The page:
For the first year we chose the software/web site called Zaption.com. The teacher inputs a video (usually from YouTube) and then the teacher can add questions that the watcher must answer. The teacher can look at statistics for the students. This could be used for “flipped classroom” pedagogy or simply to push students to prepare for the lecture. The statistics could also help the teachers prepare better for the lesson, knowing which parts were easier or harder in general for the students.

The evaluation showed that students in general appreciated this possibility to prepare before lessons, they liked short videos, and that they could be watched at home. Some said also that it helped them get prepared and to be able to follow the lecture better.

Combined with other software for evaluation during and after lessons (like Socrative), the teachers saw a good potential for improvement. Sadly enough, Zaption.com was bought up by another company in 2016 and the site was discontinued. A similar program which we recommend is PlayPosit (previously eduCanon).

For the second year of the project we decided to look at how we could give better feedback to the students. A software for capturing videos of what happens on the computer screen was something we thought would be helpful, and after checking some alternatives , we decided Screencast-O-Matic had the right balance of functionality and ease-of-use.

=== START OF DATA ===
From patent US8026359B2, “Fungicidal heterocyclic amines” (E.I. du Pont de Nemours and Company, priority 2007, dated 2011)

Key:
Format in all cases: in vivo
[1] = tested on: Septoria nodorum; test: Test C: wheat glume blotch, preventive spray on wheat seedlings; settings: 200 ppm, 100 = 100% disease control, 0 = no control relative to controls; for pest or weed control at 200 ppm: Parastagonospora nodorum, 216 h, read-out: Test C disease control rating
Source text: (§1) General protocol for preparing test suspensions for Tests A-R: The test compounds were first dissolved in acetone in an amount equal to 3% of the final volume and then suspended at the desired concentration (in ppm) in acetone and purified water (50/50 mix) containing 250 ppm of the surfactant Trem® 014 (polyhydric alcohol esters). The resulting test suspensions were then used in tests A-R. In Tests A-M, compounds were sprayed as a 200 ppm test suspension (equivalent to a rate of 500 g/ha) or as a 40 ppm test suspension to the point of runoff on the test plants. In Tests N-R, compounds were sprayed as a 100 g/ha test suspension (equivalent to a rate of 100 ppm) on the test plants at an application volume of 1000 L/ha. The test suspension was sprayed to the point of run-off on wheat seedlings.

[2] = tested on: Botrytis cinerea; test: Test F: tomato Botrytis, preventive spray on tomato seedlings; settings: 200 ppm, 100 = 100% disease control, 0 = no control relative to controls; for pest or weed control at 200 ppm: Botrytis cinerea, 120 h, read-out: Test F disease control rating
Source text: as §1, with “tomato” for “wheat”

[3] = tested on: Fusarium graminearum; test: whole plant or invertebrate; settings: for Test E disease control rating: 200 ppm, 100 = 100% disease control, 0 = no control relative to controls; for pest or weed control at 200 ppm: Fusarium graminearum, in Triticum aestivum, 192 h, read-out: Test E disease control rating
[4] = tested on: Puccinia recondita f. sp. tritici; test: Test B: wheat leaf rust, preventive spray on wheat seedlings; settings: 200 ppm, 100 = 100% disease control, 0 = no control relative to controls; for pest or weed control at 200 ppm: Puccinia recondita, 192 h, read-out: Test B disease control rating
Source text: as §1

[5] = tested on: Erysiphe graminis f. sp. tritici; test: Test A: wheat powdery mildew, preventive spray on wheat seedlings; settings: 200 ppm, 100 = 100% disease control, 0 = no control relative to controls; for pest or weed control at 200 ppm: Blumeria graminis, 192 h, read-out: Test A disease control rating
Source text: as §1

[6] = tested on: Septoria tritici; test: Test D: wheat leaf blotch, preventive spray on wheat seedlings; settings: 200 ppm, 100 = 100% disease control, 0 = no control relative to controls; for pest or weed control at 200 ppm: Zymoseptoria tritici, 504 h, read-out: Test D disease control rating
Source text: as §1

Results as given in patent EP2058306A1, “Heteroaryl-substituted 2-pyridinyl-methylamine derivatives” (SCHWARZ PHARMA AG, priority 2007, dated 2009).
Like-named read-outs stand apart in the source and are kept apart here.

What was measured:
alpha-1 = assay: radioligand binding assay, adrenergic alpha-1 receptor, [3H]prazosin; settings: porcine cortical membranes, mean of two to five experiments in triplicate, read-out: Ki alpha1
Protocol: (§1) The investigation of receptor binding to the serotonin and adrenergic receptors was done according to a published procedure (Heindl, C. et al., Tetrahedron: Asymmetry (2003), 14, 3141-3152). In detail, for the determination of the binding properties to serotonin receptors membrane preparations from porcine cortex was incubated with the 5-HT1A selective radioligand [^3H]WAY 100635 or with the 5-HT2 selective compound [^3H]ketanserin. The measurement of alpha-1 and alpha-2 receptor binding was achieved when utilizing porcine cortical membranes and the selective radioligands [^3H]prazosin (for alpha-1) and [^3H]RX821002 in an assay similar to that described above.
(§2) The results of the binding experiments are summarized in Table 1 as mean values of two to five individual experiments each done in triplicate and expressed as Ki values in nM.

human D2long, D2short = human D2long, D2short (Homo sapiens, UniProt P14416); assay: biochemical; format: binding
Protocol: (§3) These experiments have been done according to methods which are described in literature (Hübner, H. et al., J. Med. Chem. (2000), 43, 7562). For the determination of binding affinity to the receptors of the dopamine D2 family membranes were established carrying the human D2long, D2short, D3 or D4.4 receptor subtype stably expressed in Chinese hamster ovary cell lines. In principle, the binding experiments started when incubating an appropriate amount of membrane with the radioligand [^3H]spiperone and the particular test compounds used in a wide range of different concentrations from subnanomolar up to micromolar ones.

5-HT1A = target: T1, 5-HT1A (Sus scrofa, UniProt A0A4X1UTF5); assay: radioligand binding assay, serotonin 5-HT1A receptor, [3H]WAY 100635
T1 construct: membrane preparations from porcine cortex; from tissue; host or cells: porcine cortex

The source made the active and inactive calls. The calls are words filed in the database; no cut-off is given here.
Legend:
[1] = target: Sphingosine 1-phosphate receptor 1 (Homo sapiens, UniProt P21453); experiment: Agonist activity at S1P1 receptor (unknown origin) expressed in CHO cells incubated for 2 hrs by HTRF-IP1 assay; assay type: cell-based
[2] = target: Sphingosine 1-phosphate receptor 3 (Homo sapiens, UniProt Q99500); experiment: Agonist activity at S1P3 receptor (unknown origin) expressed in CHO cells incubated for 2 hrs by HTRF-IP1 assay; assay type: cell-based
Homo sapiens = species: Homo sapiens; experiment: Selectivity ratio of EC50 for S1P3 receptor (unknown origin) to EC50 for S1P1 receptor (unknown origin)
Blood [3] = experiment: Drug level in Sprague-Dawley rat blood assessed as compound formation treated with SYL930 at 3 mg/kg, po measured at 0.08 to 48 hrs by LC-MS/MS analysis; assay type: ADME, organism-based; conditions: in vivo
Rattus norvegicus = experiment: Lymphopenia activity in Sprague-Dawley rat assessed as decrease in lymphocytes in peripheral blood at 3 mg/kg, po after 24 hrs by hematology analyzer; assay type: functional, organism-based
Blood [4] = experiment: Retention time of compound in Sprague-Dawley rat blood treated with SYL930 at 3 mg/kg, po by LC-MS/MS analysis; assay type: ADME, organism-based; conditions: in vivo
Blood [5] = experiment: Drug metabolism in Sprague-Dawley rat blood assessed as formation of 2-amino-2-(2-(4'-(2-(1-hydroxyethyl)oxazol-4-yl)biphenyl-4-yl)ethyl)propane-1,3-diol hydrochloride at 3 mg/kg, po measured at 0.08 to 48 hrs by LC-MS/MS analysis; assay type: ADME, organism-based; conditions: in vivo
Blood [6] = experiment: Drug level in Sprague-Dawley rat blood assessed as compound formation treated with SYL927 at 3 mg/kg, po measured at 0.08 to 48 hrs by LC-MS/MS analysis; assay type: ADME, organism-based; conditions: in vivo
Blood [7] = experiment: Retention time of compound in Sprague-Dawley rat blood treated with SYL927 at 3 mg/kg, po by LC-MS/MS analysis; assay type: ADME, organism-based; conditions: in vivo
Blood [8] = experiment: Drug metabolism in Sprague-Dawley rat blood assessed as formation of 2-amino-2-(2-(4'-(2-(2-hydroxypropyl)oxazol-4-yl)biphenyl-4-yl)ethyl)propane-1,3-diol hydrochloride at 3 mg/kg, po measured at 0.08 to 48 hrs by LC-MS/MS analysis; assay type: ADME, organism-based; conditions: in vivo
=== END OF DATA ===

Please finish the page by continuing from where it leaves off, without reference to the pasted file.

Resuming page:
We tried many different uses; for long tests and short diagnoses, for reviews of materials and for feedback on written assignments. The results were mixed and very much depended on how and when you use the software. In general the video feedback was appreciated by the students, but for long tests and “one use only” (ie feedback for a specific student on a specific result), the triad felt the work implied cost too much in relation to what it gave. The potential to avoid losing valuable time with the full class, using a full lesson or more sitting outside class with one student a time, was offset by the result that the teacher lost too many hours recording feedback videos. On the other hand, review videos and content that could be re-used or re-visited later on in the course or next year, was a really good fit for the software and in this area we felt Screencast-O-Matic has its strongest points.

The teachers of the triad feel there has been a new world opening up to them through the participation in the project, and it goes beyond the specific programs tested. After two years of internal and external (with other triads) exchange on experiences, it is evident that there are synergy effects to be had beyond “just” getting access to new pedagogical software. As the research states, there is a bigger picture here, a potential for human and computer integration in learning that we have just scratched the surface on. It is also obvious that many of the programs have a lot of development potential, as the feedback is still rudimental in comparison to what research states as possible. Projects like the TEMP project also have a role to fill in this area, making teachers more aware of what they should be asking for in the future iterations of the software.